Thus the coming Bougainville referendum is to save Bougainville and Bougainvilleans from the disaster an African writer/academic Francis M. Deng wrote in his 1997 essay, Ethnicity: An African Predicament, as “Deprive a people of their ethnicity, their culture, and you deprive them of their sense of direction and purpose”.

This is a Bougainville problem and must be stopped through the referendum granted to the people of Bougainville by their unique BPA that allows no unilateral changes by way of been an arrangement with ‘double entrenchment’ and that is, PNG cannot influence the results of referendum without Bougainvillean input and vice versa.

For Bougainvilleans, there is now a need to really glean our purpose and reasons, to our political standings. Our little groupings are tiny Bougainvillean groupings trying to clash with a wider world order and its multilateral BPA expectations followed by the Autonomous Bougainville Government (ABG).

Bougainvilleans need to leave their tiny shells and walk the wider world for the coming referendum was not created by a bilateral peace process (between PNG and Bougainville) but rather by a multilateral peace process (between Bougainville, PNG, and many other states and organizations).

Thus honouring a multilateral peace agreement is fundamental to our positive reputation to the international community.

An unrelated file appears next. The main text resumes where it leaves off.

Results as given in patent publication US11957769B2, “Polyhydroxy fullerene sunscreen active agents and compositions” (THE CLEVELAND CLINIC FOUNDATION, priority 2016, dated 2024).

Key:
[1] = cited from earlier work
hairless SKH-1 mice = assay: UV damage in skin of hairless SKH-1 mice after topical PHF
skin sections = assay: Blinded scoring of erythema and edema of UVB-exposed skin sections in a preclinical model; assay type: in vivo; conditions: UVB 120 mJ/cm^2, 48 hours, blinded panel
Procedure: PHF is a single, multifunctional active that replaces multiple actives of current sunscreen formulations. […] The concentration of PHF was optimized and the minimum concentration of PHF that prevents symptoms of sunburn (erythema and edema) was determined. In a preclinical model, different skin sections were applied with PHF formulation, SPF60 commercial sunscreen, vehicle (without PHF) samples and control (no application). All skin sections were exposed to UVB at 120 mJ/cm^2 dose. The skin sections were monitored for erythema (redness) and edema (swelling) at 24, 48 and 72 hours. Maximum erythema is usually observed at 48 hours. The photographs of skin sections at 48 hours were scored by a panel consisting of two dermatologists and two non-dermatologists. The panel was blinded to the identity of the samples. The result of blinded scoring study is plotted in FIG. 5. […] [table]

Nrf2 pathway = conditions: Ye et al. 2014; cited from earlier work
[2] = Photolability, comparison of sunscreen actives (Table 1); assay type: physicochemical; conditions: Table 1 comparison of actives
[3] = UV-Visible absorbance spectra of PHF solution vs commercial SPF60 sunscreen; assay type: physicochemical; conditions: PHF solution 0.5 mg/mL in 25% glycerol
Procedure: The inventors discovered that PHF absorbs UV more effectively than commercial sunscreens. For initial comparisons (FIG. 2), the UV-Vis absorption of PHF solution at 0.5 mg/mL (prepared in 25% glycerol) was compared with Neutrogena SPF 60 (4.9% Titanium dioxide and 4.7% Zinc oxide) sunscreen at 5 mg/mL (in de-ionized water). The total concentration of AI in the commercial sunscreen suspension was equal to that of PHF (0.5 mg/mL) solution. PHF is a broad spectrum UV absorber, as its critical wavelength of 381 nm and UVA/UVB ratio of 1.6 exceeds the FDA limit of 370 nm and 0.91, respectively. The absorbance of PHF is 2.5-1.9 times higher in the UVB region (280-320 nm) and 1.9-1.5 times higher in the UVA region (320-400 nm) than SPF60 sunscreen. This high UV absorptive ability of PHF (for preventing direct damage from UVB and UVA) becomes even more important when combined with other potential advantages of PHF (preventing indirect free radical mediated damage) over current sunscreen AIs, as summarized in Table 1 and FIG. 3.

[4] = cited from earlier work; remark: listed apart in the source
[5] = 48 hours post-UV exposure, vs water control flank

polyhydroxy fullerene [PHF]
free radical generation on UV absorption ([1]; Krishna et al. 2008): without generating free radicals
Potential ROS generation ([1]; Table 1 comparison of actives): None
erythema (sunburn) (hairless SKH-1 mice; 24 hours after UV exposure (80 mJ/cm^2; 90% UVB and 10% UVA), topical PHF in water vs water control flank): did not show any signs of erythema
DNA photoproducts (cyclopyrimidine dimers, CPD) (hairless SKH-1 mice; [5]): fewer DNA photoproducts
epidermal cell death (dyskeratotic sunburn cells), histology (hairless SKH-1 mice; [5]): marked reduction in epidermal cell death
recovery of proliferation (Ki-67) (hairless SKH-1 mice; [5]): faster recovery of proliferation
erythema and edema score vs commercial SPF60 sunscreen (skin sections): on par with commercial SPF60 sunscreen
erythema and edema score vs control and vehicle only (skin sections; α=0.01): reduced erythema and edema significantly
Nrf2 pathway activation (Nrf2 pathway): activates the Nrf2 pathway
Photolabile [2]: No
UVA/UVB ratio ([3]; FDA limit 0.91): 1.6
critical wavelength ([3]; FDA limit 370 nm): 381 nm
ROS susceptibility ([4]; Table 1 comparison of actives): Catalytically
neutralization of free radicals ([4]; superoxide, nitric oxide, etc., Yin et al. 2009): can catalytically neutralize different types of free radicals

Bougainville leadership problems from the roots

Leonard Fong Roka

When gathering for Bougainville in the PNG political pig then the Solomon Island people of Bougainville should be always the tail that is always moving.  They are always unstable within the PNG state since the 1960s and this can be correlated again in the post crisis scene to the stability or instability in the Autonomous Bougainville Government (ABG) of the day.

History should not be ignored by myopic thinkers of Bougainville since it has some joules to pacify the Bougainville problem once and for all that the current PNG and Bougainville leadership neglect as they pursue the path of a reconciliatory politics invented by religion and westernization to cover their 15th to 19th century brutality on the colonized world.

On this note Bougainville politics had been a reconciliatory one since the mid-1990s with the late Joseph Kabui, inaugural president of the ABG, and the PNG government-assassinated premier of the Bougainville Transitional Government (BTG), late Theodore Miriung.

Both deceased leaders succeeded not because PNG (PNG was running after Sandline Mercenaries to take Panguna mine back, then) was interested in peace with Bougainville but rather because Bougainvilleans in the political divide created by the leadership of late Francis Ona, the 1988 rebellion leader, since 1990 due to his lack of political power to bring about change across Bougainville as PNG fled the Solomons.  

Reasonably PNG had abandoned Bougainville in 1990 but Bougainville’s immature leadership had it having a fraction of influence over obvious areas and persons since the 1990 Kavieng Agreement signed by leaders from North Bougainville to get weeping PNG government back onto Bougainville through providing services on Buka Island (not Bougainville).

Bougainville was new in the field of western political culture of the ever changing 21st century where colonization came in with the three ‘Gs’ that are gold (money), glory (building empire) and god (religion) to take over the world and Bougainville.